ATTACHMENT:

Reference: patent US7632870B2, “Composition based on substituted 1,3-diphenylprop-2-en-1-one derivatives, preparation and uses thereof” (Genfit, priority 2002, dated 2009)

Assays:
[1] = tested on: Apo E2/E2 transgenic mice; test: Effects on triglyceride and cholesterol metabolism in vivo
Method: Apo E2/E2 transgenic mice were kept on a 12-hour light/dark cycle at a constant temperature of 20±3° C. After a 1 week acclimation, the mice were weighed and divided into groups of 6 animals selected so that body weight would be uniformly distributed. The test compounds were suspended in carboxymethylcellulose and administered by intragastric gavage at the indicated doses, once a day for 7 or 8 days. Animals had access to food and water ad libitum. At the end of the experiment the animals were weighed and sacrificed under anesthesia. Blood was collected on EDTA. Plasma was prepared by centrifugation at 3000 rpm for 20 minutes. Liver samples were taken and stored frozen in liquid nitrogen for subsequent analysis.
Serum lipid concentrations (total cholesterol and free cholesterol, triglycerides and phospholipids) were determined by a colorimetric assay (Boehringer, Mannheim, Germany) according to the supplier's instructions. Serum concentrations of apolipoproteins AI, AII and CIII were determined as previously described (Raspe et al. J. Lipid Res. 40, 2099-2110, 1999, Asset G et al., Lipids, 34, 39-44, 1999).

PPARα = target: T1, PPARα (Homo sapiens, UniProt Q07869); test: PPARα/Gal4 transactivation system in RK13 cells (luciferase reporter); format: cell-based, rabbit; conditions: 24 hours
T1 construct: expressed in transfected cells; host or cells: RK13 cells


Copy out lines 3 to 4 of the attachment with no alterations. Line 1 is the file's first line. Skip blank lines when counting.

[1] = tested on: Apo E2/E2 transgenic mice; test: Effects on triglyceride and cholesterol metabolism in vivo
Method: Apo E2/E2 transgenic mice were kept on a 12-hour light/dark cycle at a constant temperature of 20±3° C. After a 1 week acclimation, the mice were weighed and divided into groups of 6 animals selected so that body weight would be uniformly distributed. The test compounds were suspended in carboxymethylcellulose and administered by intragastric gavage at the indicated doses, once a day for 7 or 8 days. Animals had access to food and water ad libitum. At the end of the experiment the animals were weighed and sacrificed under anesthesia. Blood was collected on EDTA. Plasma was prepared by centrifugation at 3000 rpm for 20 minutes. Liver samples were taken and stored frozen in liquid nitrogen for subsequent analysis.